oppn parties Not Legal Yet, But Mother Places Matrimonial Ad for Gay Son

News Snippets

  • In reply to a question in Parliament, the government says it is empowered to lawfully intercept, monitor or decrpyt information stored in a computer resource in the interest of sovereignty or integrity of India
  • Police stop a 12-year old girl on her way to the Sabarimala shrine
  • In Karnataka, the JD(S) indicates that it might support the BJP government if it falls short of numbers after the bypolls
  • Congress pips the BJP in local body elections in Rajasthan, winning 961 wards to the BJPs 737
  • After Airtel and Vodafone-Idea, Jio also indicates that tariffs will be raised from December
  • Sources in Shiv Sena say that they might revive the alliance with the BJP if it offers the 50:50 deal
  • A miffed Sanjay Rout of the Shiv Sena says that it will take "100 births" to understand Sharad Pawar
  • Mobile operators Vodafone-Idea and Airtel decide to raise tariffs from next month
  • Sharad Pawar meets Sonia Gandhi and says more time needed for government formation in Maharashtra
  • Justice S A Bobde sworn in as the 47th Chief Justice of India
  • Supreme Court holds hotels liable for theft of vehicle from their parking area if parked by valet, says "owner's risk" clause is not a shield from such liability
  • Finance Minister says she is receiving feedback from many sectors that recovery is happening as there is lower stress
  • Sabarimala temple opens, but police bar the entry of women below 50 years
  • Finance Minister Nirmala Sitharaman says Air India and BPCL to be sold off by March
  • Media person Rajat Sharma resigns as DDCA president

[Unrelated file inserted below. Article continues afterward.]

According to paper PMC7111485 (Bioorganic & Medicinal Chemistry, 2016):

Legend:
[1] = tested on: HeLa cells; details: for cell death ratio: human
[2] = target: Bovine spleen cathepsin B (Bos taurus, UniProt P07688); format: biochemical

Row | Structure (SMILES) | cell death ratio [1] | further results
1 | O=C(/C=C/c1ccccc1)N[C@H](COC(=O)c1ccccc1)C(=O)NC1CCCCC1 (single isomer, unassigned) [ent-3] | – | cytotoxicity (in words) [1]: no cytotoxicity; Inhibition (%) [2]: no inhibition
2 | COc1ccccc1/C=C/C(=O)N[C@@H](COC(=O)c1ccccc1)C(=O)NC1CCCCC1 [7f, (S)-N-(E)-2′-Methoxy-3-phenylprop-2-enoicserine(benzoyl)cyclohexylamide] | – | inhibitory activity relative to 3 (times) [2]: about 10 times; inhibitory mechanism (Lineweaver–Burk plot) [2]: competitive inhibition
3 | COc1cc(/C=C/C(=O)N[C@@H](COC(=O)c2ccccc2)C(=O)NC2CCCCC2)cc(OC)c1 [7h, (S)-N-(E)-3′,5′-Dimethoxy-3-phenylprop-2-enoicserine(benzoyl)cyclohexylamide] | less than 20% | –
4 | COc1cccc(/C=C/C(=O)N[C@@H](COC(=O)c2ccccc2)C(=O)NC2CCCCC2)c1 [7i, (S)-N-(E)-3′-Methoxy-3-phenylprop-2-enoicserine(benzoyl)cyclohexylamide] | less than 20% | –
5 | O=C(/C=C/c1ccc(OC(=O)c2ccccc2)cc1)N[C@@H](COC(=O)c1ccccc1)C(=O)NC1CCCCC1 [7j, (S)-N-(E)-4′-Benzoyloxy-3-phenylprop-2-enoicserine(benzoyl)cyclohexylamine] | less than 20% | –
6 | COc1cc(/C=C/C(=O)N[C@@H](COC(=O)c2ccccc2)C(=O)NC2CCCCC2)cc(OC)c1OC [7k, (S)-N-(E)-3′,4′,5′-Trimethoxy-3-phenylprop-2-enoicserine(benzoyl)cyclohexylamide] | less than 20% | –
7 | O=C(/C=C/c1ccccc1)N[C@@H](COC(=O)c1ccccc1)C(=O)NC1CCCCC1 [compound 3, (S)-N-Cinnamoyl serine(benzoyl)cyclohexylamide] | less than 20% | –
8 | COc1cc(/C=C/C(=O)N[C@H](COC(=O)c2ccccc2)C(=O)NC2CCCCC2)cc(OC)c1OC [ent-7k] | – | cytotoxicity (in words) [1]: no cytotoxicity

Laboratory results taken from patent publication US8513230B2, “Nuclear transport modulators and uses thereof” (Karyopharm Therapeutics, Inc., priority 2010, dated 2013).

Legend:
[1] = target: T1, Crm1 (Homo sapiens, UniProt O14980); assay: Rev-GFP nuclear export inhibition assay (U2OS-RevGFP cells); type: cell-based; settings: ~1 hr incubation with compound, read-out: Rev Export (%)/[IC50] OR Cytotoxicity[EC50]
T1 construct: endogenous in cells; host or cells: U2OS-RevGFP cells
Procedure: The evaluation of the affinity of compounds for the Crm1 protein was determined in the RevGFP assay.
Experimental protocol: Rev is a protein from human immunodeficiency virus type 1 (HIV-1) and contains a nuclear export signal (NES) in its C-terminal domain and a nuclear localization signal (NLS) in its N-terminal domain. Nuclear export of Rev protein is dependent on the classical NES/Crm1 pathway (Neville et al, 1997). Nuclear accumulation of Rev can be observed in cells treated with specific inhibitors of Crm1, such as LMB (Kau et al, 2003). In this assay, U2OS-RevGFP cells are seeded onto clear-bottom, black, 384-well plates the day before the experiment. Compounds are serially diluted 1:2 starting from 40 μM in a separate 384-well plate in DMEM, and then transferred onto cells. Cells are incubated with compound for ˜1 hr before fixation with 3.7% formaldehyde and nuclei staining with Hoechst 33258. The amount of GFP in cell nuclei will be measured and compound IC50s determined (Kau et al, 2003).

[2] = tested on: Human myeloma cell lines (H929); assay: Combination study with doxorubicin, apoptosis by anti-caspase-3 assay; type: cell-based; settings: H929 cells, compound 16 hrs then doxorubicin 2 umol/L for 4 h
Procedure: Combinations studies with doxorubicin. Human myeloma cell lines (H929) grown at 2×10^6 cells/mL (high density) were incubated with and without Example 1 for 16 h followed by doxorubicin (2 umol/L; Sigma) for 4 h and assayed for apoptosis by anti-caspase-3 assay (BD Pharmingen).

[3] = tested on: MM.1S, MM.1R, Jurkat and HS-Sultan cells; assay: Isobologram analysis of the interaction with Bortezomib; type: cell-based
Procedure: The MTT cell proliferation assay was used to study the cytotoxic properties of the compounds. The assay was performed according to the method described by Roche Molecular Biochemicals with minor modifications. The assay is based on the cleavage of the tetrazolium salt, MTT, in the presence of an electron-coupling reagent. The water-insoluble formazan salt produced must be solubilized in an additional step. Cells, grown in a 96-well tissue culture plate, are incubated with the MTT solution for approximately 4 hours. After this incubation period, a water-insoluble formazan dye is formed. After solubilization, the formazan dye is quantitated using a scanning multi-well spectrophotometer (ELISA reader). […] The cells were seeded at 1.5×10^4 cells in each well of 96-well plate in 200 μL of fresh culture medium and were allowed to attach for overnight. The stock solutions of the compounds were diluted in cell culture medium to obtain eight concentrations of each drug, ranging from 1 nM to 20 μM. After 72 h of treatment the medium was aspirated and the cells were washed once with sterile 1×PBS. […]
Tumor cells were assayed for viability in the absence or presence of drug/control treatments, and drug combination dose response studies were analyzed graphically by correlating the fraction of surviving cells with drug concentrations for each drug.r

Two Muslim litigants in Ayodhya refuse to accept the Supreme Court order, say review petition might be filed
oppn parties
Not Legal Yet, But Mother Places Matrimonial Ad for Gay Son

By Sunil Garodia

About the Author

Sunil Garodia Editor-in-Chief of indiacommentary.com. Current Affairs analyst and political commentator. Writes for a number of publications.
It was a thing waiting to happen. Ever since the LGBT community became aware of its rights and increasingly began to assert its identity, families and friends have become supportive. Now, a Mumbai mother has gone ahead and placed a matrimonial ad seeking a groom for her gay son. 'Seeking, 25-40, well-placed, animal-loving, vegetarian groom for my son (36, 5'11), who works with an NGO. Caste no bar (Though Iyer Preferred),' the ad reads, making it the first of its kind in India. The ad was placed by Padma Iyer, mother of Harish Iyer who is a high profile LGBT activist in Mumbai. It is a huge step, but it is not legally sanctioned yet. Although a Gurgaon court had effectively recognized a same sex marriage, it was after the Delhi High Court had struck down Sec 377 of IPC as being unconstitutional in 2009 and before the Supreme Court had restored its validity in 2013. So how is Padma Iyer going to get her son married even if she finds a ‘groom’ for him? It will, at best, remain a criminal union. Given the high profile Harish maintains, one is sure he will face a lot of abuse and worse from self-styled socio-religious ‘guardians’ of society.